Feeding Hungry Kids

SARA ENGRAM

August 23, 1992|By SARA ENGRAM

It's summertime, but the livin' ain't easy.

In Maryland, people are going hungry. Not Somalia, not Bosnia, but Maryland, a state that generally ranks among the more affluent regions of the Land of Plenty.

Church pantries and community food programs are reporting bare cupboards, and that is unusual this time of year. Even though summer means a drop in food donations, it also usually brings a drop in demand. Instead, community food programs are now seeing a sharp increase in the number of people seeking help.

Food bank officials cite a number of reasons for the increase. The economy is still sour, unemployed workers are exhausting their jobless benefits and children who get free lunches and breakfasts during the school year are still at home, putting an additional strain on already-thin food budgets. And, as is the case year 'round, toward the end of the month inadequate food stamp allotments begin to run out.

Reports of the shortage have touched the community's generosity, and a number of organizations are operating emergency food drives this week. Those efforts will help to relieve the current crisis. But hunger is a stubborn problem and, as essential as they are, emergency food drives are not a long-term solution.

In fact, there isn't any single solution to hunger -- other than achieving a just society. Meanwhile, it's important to pay attention to all the less-than-perfect solutions that can help to make a difference.

One of those solutions made the news recently because of the lost opportunities it represents. Earlier this month, the non-profit Food Research Action Center released a survey showing that a federal summer food program for low-income children is vastly under-used.

Operated by the Department of Agriculture, the Summer Food Service Program for Children is designed to fill the nutrition gap for children who qualify for breakfast and lunch programs when school is in session. Nationally, of 12 million low-income students who received free or subsidized school lunches in 1991, only 1.8 million participated in the summer food program. That's only 15 percent.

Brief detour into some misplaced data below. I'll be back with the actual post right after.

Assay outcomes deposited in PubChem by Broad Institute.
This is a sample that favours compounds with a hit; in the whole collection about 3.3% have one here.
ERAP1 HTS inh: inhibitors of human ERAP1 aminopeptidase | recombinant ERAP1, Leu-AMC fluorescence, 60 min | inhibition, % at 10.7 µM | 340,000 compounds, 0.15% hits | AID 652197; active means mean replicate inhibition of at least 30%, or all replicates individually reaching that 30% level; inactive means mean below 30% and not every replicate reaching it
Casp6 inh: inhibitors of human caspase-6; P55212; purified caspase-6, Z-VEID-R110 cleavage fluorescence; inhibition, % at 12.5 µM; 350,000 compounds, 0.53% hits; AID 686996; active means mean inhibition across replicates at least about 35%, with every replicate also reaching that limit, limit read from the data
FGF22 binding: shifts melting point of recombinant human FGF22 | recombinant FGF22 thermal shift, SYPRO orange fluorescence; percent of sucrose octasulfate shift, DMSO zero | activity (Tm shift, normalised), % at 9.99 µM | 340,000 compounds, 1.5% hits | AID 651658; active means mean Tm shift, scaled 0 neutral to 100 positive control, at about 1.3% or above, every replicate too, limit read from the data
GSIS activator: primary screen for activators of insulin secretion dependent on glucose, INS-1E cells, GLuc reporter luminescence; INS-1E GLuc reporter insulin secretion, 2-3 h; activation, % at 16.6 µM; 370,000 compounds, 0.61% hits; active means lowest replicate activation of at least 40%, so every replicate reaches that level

Maryland does better than the national average, with programs serving almost 20 percent of eligible children. But what about the others? Many of them live in homes where the current crisis at church food pantries and community food banks translates into bare plates and empty stomachs.

Maryland's program is certainly not the least effective in the nation, but it's a long shot from being the best. For that honor we need look only next door to Delaware, where the summer food program reaches almost 70 percent of eligible children -- far and away the highest percentage in the country.

What's the secret? I called Nancy H. Ford of the state's Department of Public Instruction to find out. She has overseen the state's efforts for 15 years, and Delaware's secret is no secret at all -- hard work, attention to details, lots of planning meetings and hand-holding sessions with program sponsors and creative approach to federal requirements.

Existing day camps or recreation programs with enough low-income participants can qualify for federal reimbursement -- if they can find their way through the required paperwork. Ms. Ford guides the directors through the maze of red tape.

For instance, no child is allowed to carry food away from the site, not even an apple or a cookie. This may sound stingy, but Ms. Ford stresses the practical reasons for the requirement, such as the need to make sure that children don't irritate the surrounding community by strewing litter as they leave.

She holds close-out meetings at the end of the summer so sponsors can trade operating tips. She also teaches them the importance of building good relationships with other departments or agencies so that things run smoothly. She takes phone calls at all hours.

After all, success is in the details -- and in the extra effort she puts forth to find creative ways of reaching hungry children.

In rural areas of the state, Ms. Ford seeks out sponsors to operate mobile programs. In some cases vehicles travel to a site and the children gather round, sitting on mats or pillows. Along with lunch, they get a lesson on good nutrition. In other words, if there is no existing program for children she creates a nutrition education program, which qualifies for federal reimbursement.

That's the secret of a 70 percent participation rate -- a dedicated bureaucrat, working hard for a family value we can all agree on: making sure children don't go hungry in America.

Sara Engram is editorial-page director of The Evening Sun.

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